Two weeks ago I woke up to a headline I thought I would never read. "Why Fiona Millar is right"
by Sam Freedman. For those of our readers who don't know Sam, he is a former policy adviser to Michael Gove, in and out of government. Before that he was at the right of centre think tank Policy Exchange . He is now Director of Research at Teach First
, having left the DFE earlier this year. We have been sparring since before the last election, both in public and private, and probably agree on more than some of our Twitter followers might expect. But even so the headline amazed and cheered me because it hints that maybe there is a cross party consensus emerging on the issue of school admissions.
Sam was responding to a blog
I had written on the Guardian's Comment is Free page about admissions, following the revealing Sutton Trust report
on the top 500 comprehensive schools. The Sutton Trust analysis showed that the social composition of these school was far less disadvantaged than the communities in which they were situated and in the light of that report we appear to agree on several crucial points. Schools need to be genuinely comprehensive if all children are to flourish; real choice, diversity, widening opportunitites and improving social mobility are undermined if the admissions system is unfair and selective; some "own admissions" schools, not just academies, are exploiting their "freedoms" in this area; finally house prices, parents who cheat or have the cash to manipulate the system are routes to a different form of social selection; On the latter point he claimed I didn't focus enough attention but in fact I have long been a supporter of the lottery idea
and think it is a shame that the Coalition has outlawed its use by local authorities ( although bizarrely individual schools are allowed to admit pupils by this method).
So some thoughts on what might happen next. I agree with Sam that the likelihood of any mainstream political party pledging to end use of the 11 plus, which still goes on in 25% of all education authorities, is slim. But that is NO reason to give up explaining and protesting about a system which deems around 80% of children, often the poorest or with SEN, to be failures at 11. This is a cap on the aspirations of those children and in my view a form of child abuse. Inviting grammars and secondary moderns to form federations is not a substitute for abolition of a test those children would still have to sit with all the attendant stress and disappointment that accompanies that process. Comprehensive Future has produced a pamphlet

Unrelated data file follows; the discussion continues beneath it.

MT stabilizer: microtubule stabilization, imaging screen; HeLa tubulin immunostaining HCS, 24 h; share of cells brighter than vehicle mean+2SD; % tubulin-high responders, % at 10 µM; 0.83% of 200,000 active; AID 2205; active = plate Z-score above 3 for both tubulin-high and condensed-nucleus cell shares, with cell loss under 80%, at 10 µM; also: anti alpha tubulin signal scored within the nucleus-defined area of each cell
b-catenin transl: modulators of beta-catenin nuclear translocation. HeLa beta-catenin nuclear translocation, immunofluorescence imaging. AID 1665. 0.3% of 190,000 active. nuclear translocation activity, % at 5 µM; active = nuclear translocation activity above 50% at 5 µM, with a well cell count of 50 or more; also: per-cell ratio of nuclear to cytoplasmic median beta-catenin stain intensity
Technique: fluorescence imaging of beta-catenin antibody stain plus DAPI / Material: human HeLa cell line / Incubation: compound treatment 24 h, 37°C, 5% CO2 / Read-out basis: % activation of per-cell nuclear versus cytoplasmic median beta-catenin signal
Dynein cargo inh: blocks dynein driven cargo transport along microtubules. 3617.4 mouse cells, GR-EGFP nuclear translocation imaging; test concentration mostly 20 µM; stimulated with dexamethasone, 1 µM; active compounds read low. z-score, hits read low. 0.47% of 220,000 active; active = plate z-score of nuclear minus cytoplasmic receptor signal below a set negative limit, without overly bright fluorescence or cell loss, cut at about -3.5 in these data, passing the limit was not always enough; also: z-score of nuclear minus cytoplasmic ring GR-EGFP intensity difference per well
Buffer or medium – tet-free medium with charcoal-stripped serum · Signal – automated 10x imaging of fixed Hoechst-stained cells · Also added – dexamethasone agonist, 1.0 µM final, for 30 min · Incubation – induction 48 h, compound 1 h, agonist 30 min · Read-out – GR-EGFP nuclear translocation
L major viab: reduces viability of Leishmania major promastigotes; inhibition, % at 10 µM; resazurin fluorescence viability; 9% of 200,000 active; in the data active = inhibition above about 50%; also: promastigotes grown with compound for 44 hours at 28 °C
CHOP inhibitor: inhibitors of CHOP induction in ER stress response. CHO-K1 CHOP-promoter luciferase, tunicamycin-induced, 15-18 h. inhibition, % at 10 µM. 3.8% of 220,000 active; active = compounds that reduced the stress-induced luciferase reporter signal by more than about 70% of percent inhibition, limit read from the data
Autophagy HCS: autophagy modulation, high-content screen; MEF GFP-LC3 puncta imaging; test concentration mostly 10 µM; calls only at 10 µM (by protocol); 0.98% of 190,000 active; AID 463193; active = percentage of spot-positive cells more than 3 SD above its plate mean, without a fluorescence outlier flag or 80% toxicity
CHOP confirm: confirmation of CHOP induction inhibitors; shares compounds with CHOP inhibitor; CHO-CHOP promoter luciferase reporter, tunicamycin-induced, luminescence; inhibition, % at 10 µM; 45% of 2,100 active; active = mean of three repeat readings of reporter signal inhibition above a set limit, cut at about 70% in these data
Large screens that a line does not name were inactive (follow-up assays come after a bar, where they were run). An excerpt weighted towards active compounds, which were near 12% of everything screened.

which explains the full effects of the 11 plus, often in the voices of the primary heads from those selective areas. We also look at how it could be phased out over 10 years.
Then there is the issue of social selection. I would still rather describe this as academic and social selection. it is almost ten years since I wrote my first article on this in the Guardian
. Was Sam still at university then? Quite possibly. He is certainly much younger than me, with pre-school age children, so understandably lacks my rather jaded approach to this subject. My children have all finished school now but were educated in a part of North London estimated to have more state and private schools per square mile than any other part of Western Europe. Consequently I have seen all the dodges and ruses that parents and schools use at depressingly close quarters. This is why I know that selection by faith, own school banding systems, aptitude, rigging catchment areas and possibly a mix of all four can deliver up a brilliant cocktail of high achieving children in what appears superficially to be a genuinely comprehensive school.
One school that is often held up as a a shining example of outstanding results and high numbers of pupils eligible for free school meals is St Marylebone C o E School
. According to last year's performance tables 37.8 % of the pupils were eligible for FSM but look at their pupils attainment on entry: 57% were high attainers on entry, 38% were middle attainers and only 5% were low attainers. In fact this is a school that is skewed heavily towards the upper end of the achievement/ability spectrum. Its admissons criteria - a mix of aptitute testing, faith criteria AND banding are here
. Everything about the way schools like this operate needs detailed scrutiny and then to be addressed via a local admissions policies that ensure no school can engineer itself such a favourable intake, probably at the expense of other neighbouring schools.
It isn't just enough to suggest, as Sam did, that the local authorities should take over managing admissions. In practice the process of actually receiving applications and writing to parents is already handled by the LA in most areas, but that masks increasing numbers of schools with different and often complex admissions criteria, all of which are completely acceptable under the present Admissions Code. What needs to change are the criteria considered acceptable and unacceptable, the powers of both local authorities and the Office of the Schools Adjudicator to investigate how schools use ( and misuse) them and the obligations placed on local authorities and schools to report on school segregation in their areas, then come up with a plan. The RSA Academies Commission
has some interesting things to say about this.
After my last Guardian piece on admissions appeared, someone with whom I had campaigned a decade ago contacted me to congratulate me for just "slogging on" with this. I can't say it has always been easy but it is worth it to see a a younger generation of education activists, from across the political spectrum, starting to question the status quo. Now maybe something will happen.